Workarounds for iOS Apps

Hey Librem Team,

Really excited about the Librem 5 product. I had a question about iOS app compatibility with the Librem 5.

Say there is an app only available on the iOS app store and there’s no web app or that the browser requires the user to install the app via the iOS app store, is there any workaround to solve this? Or is it safe to assume I can’t access said app via Librem 5?

It is hard to give an answer that applies generally across all possible apps that might meet the conditions that you specify.

Did you have a specific app in mind?

It is probably going to depend on the business model of the supplier of the app, and on whether the app is standalone or is essentially the GUI for services offered by the supplier.

In some cases, if the app is interesting enough and if the supplier of the app is not absolutely determined that it will only run on iOS, someone might reverse engineer some or all of the app.

In some cases the supplier of the app might open source it or document the interface, inviting other phones to implement it.

In some cases equivalent functionality will be available via another means within the Linux ecosystem and there will be little interest in hassling the supplier.

It is theoretically possible that someone might engineer a container / emulation environment that would allow iOS apps to run directly - but more often people talk about doing this for Android apps.


I’ve already reached out to the company that makes the app that I really want to keep using requesting they develop a port for the Librem 5. I would be sad without it and an ‘alternative to’ cant be made because the human presenters is what makes it cool. It’s noted that I want it, but that’s about all they can do right now. You should let the apps makers know you want it on the Librem 5 too and also check out because maybe an alternative already exists to the app you want :slight_smile:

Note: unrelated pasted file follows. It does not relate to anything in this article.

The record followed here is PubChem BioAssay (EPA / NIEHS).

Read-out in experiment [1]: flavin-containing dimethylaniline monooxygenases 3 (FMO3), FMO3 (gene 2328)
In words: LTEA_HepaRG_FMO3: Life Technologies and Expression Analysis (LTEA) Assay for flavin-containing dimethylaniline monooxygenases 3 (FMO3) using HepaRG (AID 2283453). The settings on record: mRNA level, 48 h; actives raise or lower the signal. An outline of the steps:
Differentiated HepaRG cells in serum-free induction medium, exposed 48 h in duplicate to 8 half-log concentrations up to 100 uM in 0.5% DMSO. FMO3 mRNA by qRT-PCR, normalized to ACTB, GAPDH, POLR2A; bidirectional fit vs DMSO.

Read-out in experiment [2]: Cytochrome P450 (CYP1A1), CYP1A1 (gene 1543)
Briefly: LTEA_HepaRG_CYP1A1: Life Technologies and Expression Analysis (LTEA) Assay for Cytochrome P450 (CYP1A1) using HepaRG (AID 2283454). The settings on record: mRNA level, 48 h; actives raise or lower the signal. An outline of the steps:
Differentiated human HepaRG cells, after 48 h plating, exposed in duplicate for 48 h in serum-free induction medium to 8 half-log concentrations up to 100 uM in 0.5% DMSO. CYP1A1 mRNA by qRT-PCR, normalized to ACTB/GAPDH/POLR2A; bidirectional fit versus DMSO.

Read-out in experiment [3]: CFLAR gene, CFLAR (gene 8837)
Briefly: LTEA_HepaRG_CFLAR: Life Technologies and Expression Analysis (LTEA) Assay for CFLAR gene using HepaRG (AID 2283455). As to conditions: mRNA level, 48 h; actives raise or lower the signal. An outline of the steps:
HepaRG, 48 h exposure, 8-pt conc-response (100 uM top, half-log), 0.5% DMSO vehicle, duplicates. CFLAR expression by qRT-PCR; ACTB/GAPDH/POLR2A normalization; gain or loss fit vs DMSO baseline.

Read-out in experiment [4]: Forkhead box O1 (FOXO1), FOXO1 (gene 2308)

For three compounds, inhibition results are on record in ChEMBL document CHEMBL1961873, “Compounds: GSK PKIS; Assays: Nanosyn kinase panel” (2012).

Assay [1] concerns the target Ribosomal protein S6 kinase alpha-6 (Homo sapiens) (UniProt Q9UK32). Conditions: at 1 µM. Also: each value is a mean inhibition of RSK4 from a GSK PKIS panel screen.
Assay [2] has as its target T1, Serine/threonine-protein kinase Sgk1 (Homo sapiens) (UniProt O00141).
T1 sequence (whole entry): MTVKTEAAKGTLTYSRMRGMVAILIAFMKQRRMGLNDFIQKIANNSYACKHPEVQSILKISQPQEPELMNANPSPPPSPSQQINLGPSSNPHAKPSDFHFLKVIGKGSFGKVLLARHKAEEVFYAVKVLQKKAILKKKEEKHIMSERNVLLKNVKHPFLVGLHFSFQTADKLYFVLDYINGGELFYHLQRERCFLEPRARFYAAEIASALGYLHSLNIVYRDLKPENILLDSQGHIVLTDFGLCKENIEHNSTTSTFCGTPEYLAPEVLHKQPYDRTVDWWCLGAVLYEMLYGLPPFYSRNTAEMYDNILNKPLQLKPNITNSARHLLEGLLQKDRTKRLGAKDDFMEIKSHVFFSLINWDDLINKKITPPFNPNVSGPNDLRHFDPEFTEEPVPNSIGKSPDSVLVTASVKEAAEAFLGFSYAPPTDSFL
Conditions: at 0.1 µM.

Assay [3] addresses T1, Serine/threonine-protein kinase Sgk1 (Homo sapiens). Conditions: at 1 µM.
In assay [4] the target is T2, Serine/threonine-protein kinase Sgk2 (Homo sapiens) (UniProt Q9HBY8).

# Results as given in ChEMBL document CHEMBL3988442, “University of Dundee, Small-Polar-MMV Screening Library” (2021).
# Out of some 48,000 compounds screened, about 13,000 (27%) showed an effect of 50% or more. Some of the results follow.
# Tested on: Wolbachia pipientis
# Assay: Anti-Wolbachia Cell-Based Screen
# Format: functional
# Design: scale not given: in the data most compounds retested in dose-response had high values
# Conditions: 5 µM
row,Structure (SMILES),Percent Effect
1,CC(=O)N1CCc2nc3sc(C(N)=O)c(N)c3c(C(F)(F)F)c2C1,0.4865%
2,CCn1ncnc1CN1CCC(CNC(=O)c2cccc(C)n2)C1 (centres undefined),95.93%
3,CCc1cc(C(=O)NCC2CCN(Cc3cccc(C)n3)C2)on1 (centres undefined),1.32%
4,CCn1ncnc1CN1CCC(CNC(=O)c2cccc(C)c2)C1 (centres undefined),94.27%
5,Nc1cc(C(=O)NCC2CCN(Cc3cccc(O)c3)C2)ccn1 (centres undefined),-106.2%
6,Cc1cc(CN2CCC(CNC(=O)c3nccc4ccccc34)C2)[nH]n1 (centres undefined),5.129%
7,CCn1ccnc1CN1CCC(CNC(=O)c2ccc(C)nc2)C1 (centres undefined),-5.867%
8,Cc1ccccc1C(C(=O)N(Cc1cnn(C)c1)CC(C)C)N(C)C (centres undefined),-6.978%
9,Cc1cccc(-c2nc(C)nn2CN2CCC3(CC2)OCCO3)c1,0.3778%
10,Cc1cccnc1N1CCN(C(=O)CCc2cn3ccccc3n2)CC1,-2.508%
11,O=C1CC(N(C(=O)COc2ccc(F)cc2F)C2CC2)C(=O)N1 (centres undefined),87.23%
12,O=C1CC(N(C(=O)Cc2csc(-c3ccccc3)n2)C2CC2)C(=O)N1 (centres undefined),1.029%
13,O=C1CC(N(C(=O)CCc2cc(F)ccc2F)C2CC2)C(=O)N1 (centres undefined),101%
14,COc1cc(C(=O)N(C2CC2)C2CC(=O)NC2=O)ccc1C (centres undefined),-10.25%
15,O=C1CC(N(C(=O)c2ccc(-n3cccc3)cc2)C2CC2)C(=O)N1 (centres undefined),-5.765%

One app that comes to mind is Helium is a blockchain IoT company. It also runs on Android. Don’t think there’s a web app version.

Another question I had in mind is I read that Librem 5 runs on Linux. Does this mean you can install programs meant for Linux computers on Librem 5? Example: This is Keybase, a chat app.

I’m fairly new to Linux, so any info is helpful.


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Then this is probably a better avenue to pursue - however at Day 1 it is expected that there won’t be an Android execution environment.

Something to ask the supplier about perhaps.


Yes and no. However this is a short to medium to long-term goal, depending on how pressing the need for the program is in a smartphone environment.

For a start most people’s idea of a Linux computer (desktop or laptop) has an x86 CPU (Intel / AMD) whereas the Librem 5 (like basically all other smartphones) has an ARM CPU. So a binary that has been built for x86 won’t work. You would need to point your phone at a repository that is specifically for ARM binaries. (That is not to say that you can’t compile a program from source for the target CPU.)

Let’s say you had asked whether programs meant for the Raspberry Pi can be installed on Librem 5. (The Raspberry Pi has an ARM CPU.) Then it might work.

However there is also a question as to how well a program intended for a full-sized screen works on a phone-sized screen. Some programs may have no user-interface at all and hence this is not an issue. However for programs that do have a user-interface, the results could range across

  • works well ‘as is’ with a small screen (potentially with user configuration of the window layout)
  • works well with a small screen because it adapts automatically to the screen size
  • works well enough but not ideally
  • works poorly
  • unusable

The most important programs (frequently used / must have) are in the process of being altered, if alteration is needed, so that they fall into either the first or second bullet point. Adapting automatically is a longer term goal because some people will want to plug the phone into a monitor and have a full sized screen, but also use the phone while on the go (“convergence”).

Another consideration is that an existing Linux program may not be ‘touch aware’. In that case it may not take full advantage of a touch screen.


One point of clarification: You can run x86 apps on ARM systems (or any system where you can compile QEMU, or some other instruction set translator), but translating from a complete instruction set like x86 to a reduced instruction set like ARM is terribly slow (and power hungry).

For productivity apps (like note taking software), it should work fine. For games, last metric I saw put the raspberry pi 3 as capable of running mid 90s games with acceptable performance.